NO BODY Fri 12/12 Reed College

Weezer; Roseland, 8 NW 6th
Looks like Rivers Cuomo got the '90s revival memo: Weezer's latest LP, Everything Will Be Alright in the End, has been grandly hailed by the blogosphere as a "return to form" record. While the accolades might be a little too generous—implying that any aspect of Everything in any way holds a candle to the group's now-fabled early output is simply preposterous—it certainly maintains the best batting average since the Green Album. In short, new Weezer might still be utterly divested of human emotion, but at least they brought those electric guitars back. Also read our article on Weezer.


No Body w/Y.W. Mvrka, Rod; Winch Hall at Reed College, 3203 SE Woodstock
Issac Scott first made waves in Portland's all-ages scene around four years ago as the principal guitarist and frontman in Squid Attack!, a classic rock-tinged, subtly psychedelic outfit that featured Scott's own father on the drums. Now a grizzled college senior, Scott co-fronts the woozy Olympia-based trio No Body, whose latest cassette EP, The Red Tape (recorded at the hallowed Dub Narcotic), finds the incipient guitar acrobat uncovering some darker, dirtier sonic territory, although Scott's lilting vocals keep things from getting too nasty. Also performing are Rod, the new brainchild from Tommy Celt of Profcal.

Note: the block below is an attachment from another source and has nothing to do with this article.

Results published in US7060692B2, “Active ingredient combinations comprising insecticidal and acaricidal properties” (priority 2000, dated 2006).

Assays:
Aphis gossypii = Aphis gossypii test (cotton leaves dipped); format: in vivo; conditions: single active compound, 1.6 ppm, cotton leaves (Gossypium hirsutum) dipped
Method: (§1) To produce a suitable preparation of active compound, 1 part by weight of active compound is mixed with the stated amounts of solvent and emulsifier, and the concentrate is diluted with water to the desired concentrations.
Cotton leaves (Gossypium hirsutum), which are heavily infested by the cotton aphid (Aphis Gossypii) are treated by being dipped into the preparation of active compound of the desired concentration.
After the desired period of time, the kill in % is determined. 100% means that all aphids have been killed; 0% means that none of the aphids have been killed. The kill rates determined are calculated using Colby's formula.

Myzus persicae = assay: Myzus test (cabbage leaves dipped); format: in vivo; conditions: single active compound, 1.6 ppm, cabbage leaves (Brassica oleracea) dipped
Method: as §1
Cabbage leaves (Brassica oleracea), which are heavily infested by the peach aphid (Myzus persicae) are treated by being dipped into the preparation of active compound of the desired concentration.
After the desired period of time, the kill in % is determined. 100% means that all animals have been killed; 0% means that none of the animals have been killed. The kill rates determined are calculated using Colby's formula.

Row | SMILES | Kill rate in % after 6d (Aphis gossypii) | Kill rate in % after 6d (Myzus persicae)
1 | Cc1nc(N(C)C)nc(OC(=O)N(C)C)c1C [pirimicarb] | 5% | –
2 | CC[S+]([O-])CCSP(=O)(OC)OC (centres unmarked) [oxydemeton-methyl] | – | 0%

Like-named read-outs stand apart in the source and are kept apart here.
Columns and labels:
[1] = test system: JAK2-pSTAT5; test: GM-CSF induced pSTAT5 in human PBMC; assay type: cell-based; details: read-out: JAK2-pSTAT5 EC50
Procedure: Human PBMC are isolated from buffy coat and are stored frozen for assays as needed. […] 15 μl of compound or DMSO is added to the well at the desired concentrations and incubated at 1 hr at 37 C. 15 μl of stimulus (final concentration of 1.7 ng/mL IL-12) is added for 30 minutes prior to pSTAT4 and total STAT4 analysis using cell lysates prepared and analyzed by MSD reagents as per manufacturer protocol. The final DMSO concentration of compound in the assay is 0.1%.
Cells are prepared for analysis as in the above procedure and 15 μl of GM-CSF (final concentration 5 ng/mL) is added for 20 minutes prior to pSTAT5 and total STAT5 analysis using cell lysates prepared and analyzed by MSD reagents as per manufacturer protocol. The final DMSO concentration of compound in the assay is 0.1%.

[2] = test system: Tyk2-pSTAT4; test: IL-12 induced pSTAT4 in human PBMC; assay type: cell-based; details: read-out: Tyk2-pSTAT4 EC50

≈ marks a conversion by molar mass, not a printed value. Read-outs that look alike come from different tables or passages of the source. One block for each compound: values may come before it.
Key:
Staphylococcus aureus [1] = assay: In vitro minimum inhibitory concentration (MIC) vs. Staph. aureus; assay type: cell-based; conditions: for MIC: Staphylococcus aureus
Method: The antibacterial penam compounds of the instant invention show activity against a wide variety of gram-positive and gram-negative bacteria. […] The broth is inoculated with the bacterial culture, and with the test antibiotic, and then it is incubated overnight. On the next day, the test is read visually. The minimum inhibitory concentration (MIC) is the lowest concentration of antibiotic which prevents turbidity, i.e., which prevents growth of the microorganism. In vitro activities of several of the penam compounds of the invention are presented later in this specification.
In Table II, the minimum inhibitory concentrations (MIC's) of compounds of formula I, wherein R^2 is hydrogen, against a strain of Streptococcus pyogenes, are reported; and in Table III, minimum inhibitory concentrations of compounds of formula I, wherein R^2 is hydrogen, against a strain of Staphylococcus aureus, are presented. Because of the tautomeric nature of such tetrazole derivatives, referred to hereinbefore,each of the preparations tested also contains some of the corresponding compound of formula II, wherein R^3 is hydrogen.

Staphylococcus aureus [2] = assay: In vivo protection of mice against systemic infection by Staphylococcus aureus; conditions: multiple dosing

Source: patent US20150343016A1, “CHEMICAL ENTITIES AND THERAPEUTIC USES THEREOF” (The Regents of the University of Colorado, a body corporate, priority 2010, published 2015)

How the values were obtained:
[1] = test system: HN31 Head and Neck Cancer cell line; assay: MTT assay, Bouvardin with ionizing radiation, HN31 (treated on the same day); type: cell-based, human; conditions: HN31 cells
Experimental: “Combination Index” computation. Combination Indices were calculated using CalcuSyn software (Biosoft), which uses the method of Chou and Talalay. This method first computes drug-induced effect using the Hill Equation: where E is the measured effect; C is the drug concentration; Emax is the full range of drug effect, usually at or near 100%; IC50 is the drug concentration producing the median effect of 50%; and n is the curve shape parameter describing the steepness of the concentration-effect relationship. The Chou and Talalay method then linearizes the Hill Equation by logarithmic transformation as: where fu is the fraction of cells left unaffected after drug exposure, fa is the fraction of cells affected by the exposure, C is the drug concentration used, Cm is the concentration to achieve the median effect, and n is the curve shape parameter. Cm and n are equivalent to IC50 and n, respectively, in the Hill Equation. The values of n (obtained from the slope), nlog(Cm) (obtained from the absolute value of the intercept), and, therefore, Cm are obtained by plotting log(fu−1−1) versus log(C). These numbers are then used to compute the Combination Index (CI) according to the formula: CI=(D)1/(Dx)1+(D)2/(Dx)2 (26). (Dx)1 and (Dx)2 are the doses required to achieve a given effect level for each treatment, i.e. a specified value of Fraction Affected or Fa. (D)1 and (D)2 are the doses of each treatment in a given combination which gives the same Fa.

Saves the Day w/Say Anything, Reggie and the Full Effect; Wonder Ballroom, 128 NE Russell
Before Saves the Day were emo kings (or fanatical Beatles adherents), they were a pop-punk force to be reckoned with. 1999's Through Being Cool, while inarguably lacking the lyrical elocution and overall sophistication of 2001's Stay What You Are and 2003's In Reverie, is an endlessly fun listen and remains one of the few truly timeless records in the genre. Songs like the breakneck one-two opening punch of "All-Star Me" and "You Vandal" are uncommon examples of the so-called pop/punk synthesis actually done well, and classics "Shoulder to the Wheel" and "Holly Hox, Forget Me Nots" were evidence that Chris Conley had more songwriting potential than virtually all of his peers. Tonight, the group performs the record in its entirety.